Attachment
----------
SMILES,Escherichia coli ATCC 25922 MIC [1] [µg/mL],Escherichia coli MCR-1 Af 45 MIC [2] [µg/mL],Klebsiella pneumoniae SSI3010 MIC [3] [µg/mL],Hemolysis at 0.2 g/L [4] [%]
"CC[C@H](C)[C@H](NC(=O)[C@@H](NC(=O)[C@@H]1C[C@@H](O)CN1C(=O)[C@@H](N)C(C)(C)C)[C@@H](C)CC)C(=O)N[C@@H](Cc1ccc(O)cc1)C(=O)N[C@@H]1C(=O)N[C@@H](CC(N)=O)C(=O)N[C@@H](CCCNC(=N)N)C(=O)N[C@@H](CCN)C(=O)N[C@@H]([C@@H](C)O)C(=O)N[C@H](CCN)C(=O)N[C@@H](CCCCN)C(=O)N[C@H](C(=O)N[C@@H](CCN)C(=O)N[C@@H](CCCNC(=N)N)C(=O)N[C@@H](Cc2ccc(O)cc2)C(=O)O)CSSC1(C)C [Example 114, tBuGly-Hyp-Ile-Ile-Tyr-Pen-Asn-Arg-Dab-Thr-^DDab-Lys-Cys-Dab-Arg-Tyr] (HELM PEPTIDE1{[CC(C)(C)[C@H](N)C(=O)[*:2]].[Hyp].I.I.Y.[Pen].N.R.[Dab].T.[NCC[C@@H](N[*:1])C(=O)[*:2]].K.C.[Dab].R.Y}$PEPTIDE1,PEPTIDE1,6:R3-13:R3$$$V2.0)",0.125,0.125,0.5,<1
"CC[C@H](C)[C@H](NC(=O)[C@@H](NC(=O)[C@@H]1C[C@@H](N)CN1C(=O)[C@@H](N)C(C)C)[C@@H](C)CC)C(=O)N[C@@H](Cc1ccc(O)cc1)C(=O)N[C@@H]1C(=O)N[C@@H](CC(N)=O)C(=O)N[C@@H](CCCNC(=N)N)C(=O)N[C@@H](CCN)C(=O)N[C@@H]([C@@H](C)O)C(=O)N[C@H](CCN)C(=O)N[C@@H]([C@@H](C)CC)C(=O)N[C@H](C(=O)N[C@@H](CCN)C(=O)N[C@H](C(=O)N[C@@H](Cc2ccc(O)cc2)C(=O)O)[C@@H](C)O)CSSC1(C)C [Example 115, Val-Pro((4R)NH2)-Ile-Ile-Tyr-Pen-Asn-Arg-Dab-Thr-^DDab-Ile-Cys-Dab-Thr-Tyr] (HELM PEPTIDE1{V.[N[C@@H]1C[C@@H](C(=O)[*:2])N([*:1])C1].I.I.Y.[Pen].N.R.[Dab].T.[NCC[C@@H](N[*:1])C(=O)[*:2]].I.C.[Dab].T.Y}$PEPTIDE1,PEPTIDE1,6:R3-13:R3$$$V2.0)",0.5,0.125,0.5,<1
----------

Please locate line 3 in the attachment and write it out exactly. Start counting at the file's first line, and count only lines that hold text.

"CC[C@H](C)[C@H](NC(=O)[C@@H](NC(=O)[C@@H]1C[C@@H](N)CN1C(=O)[C@@H](N)C(C)C)[C@@H](C)CC)C(=O)N[C@@H](Cc1ccc(O)cc1)C(=O)N[C@@H]1C(=O)N[C@@H](CC(N)=O)C(=O)N[C@@H](CCCNC(=N)N)C(=O)N[C@@H](CCN)C(=O)N[C@@H]([C@@H](C)O)C(=O)N[C@H](CCN)C(=O)N[C@@H]([C@@H](C)CC)C(=O)N[C@H](C(=O)N[C@@H](CCN)C(=O)N[C@H](C(=O)N[C@@H](Cc2ccc(O)cc2)C(=O)O)[C@@H](C)O)CSSC1(C)C [Example 115, Val-Pro((4R)NH2)-Ile-Ile-Tyr-Pen-Asn-Arg-Dab-Thr-^DDab-Ile-Cys-Dab-Thr-Tyr] (HELM PEPTIDE1{V.[N[C@@H]1C[C@@H](C(=O)[*:2])N([*:1])C1].I.I.Y.[Pen].N.R.[Dab].T.[NCC[C@@H](N[*:1])C(=O)[*:2]].I.C.[Dab].T.Y}$PEPTIDE1,PEPTIDE1,6:R3-13:R3$$$V2.0)",0.5,0.125,0.5,<1